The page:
The first Stage of the project was to remove everything that could possibly be removed from the car - seats,
carpet, sound deadening, dashboard, fuel tank, battery, then depending on whether We'll be refitting it or
replacing it, either taking it to the tip, or cleaning it up.
The first job we tackled was to remove the battery, a simple matter of unbolting the retaining bar and then
disconnecting the battery leads. Unfortunately the positive lead had so much gunk on the screw we had to just
cut the lead off. Not a big problem, but irritating as it means buying new clamps when I get a new battery.
The next job was removal of the fuel tank, a bit more complicated, but still very straightforward - the main
difficulty was draining it (the Mini had a full tank of Optimax when it died!) We don't have a mechanical
siphon or other type of pump, and as siphoning by mouth would be about as clever as playing chicken with a freight
train, we decided to jack the car up, support it on axle stands then simply cut the rubber fuel hose under the
car and collect the fuel in a suitable container. We then disposed of the fuel by sieving it for crud then
pouring it into the fuel tank of my trusty Golf. Once the tank was drained (done in a well ventilated area away
from any live electrics or other sources of ignition) removal was simply a matter of unbolting the metal strap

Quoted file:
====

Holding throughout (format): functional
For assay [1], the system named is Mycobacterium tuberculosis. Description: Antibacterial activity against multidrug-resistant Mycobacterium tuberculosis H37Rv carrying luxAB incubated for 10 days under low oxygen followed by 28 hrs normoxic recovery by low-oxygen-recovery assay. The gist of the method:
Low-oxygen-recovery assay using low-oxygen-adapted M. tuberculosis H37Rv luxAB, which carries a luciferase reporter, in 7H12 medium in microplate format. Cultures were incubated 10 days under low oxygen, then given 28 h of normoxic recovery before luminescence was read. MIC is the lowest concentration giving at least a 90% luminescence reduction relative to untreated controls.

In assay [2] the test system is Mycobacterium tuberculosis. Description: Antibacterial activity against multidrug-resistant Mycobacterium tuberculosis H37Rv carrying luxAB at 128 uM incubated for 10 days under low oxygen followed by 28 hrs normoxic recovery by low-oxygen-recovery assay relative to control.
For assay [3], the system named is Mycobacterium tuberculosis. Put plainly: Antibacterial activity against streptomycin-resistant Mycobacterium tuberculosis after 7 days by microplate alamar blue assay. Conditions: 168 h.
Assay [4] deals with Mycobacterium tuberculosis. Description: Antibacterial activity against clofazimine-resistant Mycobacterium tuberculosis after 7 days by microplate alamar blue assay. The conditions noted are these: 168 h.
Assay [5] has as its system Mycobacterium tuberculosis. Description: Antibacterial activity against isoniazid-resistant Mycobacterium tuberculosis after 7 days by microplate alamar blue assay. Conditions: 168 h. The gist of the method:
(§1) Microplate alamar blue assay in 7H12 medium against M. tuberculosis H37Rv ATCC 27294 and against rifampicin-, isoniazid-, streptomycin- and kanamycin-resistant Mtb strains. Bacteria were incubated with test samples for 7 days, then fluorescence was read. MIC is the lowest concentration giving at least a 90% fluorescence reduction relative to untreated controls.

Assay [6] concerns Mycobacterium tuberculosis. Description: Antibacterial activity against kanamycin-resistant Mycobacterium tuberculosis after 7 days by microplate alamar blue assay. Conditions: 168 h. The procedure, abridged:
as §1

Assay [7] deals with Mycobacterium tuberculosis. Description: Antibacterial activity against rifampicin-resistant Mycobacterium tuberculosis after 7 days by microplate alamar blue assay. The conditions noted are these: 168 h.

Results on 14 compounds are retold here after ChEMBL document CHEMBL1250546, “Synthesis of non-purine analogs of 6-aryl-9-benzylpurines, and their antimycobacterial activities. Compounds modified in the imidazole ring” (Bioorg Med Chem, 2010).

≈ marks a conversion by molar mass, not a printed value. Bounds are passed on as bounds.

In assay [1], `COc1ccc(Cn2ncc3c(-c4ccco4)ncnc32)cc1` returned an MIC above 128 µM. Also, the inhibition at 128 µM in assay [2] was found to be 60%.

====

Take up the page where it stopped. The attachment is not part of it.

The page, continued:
that holds it in place, disconnecting the fuel gauge wires on the bottom right of the tank and pulling it clear
of the car (making sure the fuel cap is removed as otherwise you can't pull the filler neck through the rear
This left a nice empty boot, with all the rust visible! (picture left)
The next stage was to remove all of the interior, basically unbolting the seat subframes and rear seat, then pulling
up the carpets, removing the gear lever gaiter and doorcards. The headlining (which was already knackered) was just
pulled out (a neat tip for this is to remove the bit of trim that tightens the rubber window seal, and just ease the
headlining under the window seal with a blunt screwdriver, which enables it to all pull out easily without removing
the front and rear windscreens). We removed all of the dash, gauges and other front fittings, then all the sound
deadening, basically removing everything out from the interior except the heater! (left in to save having to drain
the engine coolant). Click on the thumbnails below for larger pictures of the stripped out interior. All that was left
to do before the Mini went off to Southam Mini and Metro Centre was to remove the front end, and then the rear subframe.